"What do I want instead of a Strong Female Character? I want a male:female character ratio of 1:1 instead of 3:1 on our screens. I want a wealth of complex female protagonists who can be either strong or weak or both or neither, because they are more than strength or weakness. Badass gunslingers and martial artists sure, but also interesting women who are shy and quiet and do, sometimes, put up with others’ shit because in real life there’s often no practical alternative. And besides heroines, I want to see women in as many and varied secondary and character roles as men: female sidekicks, mentors, comic relief, rivals, villains. I want not to be asked, when I try to sell a book about two girls, two boys and a genderless robot, if we couldn’t change one of those girls to a boy."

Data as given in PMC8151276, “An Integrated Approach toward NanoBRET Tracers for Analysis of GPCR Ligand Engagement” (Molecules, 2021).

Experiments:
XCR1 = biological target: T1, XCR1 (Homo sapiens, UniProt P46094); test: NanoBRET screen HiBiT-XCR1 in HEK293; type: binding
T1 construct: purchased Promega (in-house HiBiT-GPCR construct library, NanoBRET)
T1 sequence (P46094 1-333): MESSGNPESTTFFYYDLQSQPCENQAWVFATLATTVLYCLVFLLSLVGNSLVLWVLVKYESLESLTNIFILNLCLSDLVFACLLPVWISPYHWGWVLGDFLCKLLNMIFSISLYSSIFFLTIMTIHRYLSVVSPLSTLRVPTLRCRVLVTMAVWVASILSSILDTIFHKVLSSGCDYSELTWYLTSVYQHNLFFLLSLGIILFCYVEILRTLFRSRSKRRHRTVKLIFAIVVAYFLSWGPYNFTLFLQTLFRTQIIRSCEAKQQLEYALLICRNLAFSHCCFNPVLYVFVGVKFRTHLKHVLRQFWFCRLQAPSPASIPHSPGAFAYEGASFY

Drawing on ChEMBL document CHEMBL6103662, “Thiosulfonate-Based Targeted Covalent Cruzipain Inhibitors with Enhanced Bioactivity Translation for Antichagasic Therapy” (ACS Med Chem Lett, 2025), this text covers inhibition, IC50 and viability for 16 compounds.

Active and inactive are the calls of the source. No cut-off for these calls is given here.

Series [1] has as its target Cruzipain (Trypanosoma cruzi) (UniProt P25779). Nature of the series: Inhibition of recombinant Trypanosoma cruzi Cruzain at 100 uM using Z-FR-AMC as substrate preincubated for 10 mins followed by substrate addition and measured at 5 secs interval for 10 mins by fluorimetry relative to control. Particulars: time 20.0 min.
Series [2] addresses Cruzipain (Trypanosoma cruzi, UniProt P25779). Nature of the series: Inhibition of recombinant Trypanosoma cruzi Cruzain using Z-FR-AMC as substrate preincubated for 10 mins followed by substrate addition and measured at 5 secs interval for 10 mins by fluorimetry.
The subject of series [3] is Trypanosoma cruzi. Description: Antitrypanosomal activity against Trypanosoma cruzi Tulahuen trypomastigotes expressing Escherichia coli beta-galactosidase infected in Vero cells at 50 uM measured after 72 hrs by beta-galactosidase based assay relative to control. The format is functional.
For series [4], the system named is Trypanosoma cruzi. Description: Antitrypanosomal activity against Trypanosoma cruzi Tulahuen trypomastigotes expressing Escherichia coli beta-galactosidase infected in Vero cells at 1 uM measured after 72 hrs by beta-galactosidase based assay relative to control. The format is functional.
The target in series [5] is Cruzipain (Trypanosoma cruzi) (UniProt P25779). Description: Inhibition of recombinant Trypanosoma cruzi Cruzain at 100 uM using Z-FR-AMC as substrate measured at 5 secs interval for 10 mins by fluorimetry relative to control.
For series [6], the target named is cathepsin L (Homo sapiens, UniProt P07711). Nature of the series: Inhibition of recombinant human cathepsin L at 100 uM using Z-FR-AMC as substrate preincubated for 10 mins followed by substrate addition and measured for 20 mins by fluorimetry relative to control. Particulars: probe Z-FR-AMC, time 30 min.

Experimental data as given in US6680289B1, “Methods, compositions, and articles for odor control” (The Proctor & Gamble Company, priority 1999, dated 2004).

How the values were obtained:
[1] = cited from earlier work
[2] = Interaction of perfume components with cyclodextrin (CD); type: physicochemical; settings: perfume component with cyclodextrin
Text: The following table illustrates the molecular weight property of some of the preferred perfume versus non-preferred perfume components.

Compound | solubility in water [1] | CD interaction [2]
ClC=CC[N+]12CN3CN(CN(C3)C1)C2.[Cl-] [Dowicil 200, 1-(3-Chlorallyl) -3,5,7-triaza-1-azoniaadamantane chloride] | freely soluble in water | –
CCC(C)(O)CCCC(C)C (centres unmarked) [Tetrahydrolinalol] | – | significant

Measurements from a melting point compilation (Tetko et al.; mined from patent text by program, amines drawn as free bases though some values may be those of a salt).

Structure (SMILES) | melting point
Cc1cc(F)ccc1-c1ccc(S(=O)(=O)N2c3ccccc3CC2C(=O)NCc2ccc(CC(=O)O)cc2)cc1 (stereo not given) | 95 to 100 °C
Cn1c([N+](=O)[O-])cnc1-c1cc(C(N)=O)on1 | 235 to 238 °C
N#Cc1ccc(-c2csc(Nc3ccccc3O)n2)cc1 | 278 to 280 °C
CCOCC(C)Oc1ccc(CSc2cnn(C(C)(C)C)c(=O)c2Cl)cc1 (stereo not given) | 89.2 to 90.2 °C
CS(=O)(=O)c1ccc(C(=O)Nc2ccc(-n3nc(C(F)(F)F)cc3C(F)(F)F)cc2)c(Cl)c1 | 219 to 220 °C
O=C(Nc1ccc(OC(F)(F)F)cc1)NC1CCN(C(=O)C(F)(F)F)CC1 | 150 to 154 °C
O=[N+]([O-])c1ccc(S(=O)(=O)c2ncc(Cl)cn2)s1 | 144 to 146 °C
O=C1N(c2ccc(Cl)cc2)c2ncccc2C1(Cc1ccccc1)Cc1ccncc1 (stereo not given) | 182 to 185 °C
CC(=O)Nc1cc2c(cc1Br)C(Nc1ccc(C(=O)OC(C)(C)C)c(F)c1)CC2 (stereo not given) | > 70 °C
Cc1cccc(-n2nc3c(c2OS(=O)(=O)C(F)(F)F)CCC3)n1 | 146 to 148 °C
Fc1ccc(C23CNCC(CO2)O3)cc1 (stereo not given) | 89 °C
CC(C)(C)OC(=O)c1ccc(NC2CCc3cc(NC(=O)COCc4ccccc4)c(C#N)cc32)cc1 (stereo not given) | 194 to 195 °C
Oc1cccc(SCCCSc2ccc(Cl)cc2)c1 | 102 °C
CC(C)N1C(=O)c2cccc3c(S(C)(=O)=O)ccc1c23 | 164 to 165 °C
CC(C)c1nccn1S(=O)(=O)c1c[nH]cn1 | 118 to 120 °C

"I’m on a mission. Miss America has always been the girl next door, but Miss America is evolving. And she is not going to look the same anymore. I am Nina Davuluri, and I celebrate diversity through cultural competency."
1930’s Teen Delinquents
i.e. life role models
I’m just gonna reblog this again because it’s one of my favorite pictures ever.
That girl in the chair seems like such a badass I bet she was the leader of the crew.
I want to write about these girls.